Earlier this week NatCen released new polling on what people want from Brexit. The vast majority (90%) of people would like to keep free trade with the European Union. By 70% to 22% people would also like to limit the amount of EU immigration into Britain. Getting these two things together does not, of course, seem particularly likely. Asked if Britain should agree to keep free movement in exchange for keeping free trade, people are much more evenly split – 49% think we should, 51% think we should not (the full report is here).

Personally, I still think the best way of judging public opinion on Brexit is probably not to ask about individual policies, but to test some plausible scenarios – when it comes to it, people will judge the deal as a whole, not as the sum of its parts. YouGov released some updated polling on Brexit today that repeated that experiment, and again found that a Canadian type deal is likely to get the widest support from the public (that is, no freedom of movement and a more limited trade deal). The problem with a Norway type deal – retaining full free-trade with the EU in exchange for keeping freedom of movement and a financial contribution is that most of the public would see it as not respecting the result of the referendum.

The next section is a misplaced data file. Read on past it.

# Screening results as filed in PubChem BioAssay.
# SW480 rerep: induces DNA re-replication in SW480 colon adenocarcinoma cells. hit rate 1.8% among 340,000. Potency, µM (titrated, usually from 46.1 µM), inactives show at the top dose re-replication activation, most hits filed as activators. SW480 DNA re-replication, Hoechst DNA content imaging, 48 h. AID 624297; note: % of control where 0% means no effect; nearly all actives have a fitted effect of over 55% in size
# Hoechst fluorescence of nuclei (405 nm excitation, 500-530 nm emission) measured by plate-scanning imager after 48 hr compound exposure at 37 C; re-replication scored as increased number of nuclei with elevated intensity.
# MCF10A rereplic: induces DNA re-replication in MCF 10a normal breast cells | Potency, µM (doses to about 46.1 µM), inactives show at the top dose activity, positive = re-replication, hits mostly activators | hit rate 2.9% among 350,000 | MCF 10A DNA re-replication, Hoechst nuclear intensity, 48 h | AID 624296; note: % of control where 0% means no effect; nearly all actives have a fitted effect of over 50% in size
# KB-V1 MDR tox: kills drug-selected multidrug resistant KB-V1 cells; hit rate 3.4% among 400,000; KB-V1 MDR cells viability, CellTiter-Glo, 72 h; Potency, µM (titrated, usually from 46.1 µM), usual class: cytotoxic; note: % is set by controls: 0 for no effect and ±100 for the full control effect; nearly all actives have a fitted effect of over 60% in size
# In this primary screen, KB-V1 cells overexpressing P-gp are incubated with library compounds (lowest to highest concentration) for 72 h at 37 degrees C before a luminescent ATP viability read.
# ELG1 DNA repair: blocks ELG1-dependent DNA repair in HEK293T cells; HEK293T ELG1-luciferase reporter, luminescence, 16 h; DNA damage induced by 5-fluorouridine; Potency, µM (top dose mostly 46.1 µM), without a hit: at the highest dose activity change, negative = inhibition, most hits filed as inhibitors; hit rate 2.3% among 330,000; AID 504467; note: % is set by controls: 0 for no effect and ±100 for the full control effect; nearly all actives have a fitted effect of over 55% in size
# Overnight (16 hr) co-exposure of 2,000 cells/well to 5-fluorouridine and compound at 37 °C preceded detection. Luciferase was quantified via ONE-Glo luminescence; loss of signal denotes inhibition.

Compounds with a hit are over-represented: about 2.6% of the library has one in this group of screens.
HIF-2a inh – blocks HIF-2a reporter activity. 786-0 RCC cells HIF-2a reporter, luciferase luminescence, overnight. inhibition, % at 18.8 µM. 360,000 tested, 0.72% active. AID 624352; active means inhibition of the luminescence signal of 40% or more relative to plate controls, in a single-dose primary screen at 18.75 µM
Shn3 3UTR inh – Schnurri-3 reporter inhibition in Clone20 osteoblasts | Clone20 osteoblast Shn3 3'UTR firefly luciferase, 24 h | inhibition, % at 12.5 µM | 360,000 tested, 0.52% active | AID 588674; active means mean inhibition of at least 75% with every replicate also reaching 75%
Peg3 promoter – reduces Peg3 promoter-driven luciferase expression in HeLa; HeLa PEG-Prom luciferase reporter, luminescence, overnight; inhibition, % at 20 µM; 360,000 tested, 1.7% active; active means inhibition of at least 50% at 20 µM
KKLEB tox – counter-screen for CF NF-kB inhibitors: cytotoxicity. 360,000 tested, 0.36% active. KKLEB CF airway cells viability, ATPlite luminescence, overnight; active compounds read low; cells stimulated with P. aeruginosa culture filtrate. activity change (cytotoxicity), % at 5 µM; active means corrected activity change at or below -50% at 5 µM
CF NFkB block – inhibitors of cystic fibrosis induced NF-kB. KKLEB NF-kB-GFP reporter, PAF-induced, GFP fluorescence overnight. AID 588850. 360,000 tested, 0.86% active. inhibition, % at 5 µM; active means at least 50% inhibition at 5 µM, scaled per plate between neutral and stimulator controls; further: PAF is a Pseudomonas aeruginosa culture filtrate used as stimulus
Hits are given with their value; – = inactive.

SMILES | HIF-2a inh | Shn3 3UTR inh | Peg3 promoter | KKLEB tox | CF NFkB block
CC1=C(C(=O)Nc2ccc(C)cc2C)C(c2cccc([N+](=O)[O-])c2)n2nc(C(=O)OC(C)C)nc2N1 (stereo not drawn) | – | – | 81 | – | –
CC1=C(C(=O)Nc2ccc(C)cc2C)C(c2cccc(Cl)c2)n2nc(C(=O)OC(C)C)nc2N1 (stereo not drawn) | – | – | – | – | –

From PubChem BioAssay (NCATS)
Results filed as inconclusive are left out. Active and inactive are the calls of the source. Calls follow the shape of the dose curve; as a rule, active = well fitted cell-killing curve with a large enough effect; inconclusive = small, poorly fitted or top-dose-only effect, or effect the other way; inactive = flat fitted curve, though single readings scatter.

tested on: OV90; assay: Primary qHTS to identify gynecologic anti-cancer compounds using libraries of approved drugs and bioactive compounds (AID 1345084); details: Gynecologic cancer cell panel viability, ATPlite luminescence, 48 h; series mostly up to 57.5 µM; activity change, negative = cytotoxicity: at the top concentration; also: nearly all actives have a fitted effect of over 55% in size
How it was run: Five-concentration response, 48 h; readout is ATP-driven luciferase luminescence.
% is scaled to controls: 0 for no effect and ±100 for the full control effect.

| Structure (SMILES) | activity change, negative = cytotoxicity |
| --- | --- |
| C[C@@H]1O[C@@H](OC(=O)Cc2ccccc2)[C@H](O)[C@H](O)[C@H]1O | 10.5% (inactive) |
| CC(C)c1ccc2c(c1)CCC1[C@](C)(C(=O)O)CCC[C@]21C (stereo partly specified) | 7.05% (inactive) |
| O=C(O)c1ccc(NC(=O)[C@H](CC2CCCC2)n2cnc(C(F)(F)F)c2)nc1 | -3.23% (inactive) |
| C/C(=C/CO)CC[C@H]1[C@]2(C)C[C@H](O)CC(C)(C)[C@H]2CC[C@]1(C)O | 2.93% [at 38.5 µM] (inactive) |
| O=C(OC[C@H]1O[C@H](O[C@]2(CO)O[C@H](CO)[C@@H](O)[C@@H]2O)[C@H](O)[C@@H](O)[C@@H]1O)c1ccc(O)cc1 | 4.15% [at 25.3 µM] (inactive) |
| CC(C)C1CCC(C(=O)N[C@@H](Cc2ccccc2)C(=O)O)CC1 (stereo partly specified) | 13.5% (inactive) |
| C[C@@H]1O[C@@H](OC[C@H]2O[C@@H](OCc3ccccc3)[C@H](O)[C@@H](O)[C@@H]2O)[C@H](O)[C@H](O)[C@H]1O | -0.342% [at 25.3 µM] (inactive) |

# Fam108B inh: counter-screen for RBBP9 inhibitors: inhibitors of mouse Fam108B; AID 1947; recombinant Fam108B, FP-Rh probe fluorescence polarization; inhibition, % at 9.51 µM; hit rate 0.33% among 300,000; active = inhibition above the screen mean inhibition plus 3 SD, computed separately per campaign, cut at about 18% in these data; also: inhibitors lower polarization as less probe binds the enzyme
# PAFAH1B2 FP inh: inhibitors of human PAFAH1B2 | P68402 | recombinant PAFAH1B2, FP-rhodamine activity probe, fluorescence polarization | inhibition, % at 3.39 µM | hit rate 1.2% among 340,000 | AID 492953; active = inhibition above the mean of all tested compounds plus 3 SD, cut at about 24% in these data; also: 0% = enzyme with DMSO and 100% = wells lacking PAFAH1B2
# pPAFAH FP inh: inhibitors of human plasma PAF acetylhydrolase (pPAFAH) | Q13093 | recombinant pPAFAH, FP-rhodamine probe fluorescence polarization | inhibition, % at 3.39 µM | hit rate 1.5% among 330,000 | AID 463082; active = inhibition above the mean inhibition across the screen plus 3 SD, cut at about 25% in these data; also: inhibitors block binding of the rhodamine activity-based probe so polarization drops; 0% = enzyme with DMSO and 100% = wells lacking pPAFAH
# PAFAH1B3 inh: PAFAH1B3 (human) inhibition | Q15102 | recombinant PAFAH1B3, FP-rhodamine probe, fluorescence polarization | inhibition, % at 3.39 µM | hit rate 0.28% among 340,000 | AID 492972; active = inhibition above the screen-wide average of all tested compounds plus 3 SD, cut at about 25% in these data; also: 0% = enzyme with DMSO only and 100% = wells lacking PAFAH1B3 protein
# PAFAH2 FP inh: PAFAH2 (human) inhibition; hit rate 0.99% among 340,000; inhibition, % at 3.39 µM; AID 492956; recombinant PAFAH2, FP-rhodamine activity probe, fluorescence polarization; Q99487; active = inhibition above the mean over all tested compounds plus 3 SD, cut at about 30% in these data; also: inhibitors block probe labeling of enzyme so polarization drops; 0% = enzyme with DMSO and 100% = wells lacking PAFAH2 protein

I’ve written a much longer piece about the YouGov polling over on the YouGov site here, so I won’t repeat it all. One interesting bit though is looking at the possible outcomes of an early election, fought on the issue of Brexit. Now, I should start with some important caveats – hypothetical election questions are very crude tools. While I’m sure an early election would be dominated by the issue of Brexit, there would be other issues at play too, so a question like this will over emphasise the impact of Brexit policy. Nevertheless, it suggests some interesting patterns. YouGov asked how people would vote if Brexit could not pass a Parliamentary vote and instead an early election happened. In the scenarios the Conservatives and UKIP back Brexit (as they undoubtedly would) and the Lib Dems back a second referendum (as they’ve said they would). YouGov offered three different scenarios for Labour – one, where Labour back Brexit, two where Labour back only a “soft Brexit”, three where Labour also offer a second referendum. In all three cases the Conservatives would win easily – even the closest scenario gives them a twelve point lead. The interesting finding is the Lib Dems – in the two scenarios where they are the only party offering a second referendum their support goes up to 19% or 22% (if Labour also offer a referendum the Lib Dems don’t gain nearly so much). So, while these are hypothetical questions that need to be taken with a pinch of salt, it does suggest that appealing to those voters who really are set against Brexit could be a route back for the Lib Dems, especially if they are the lone “anti-Brexit” party. The full results for the YouGov polling are here.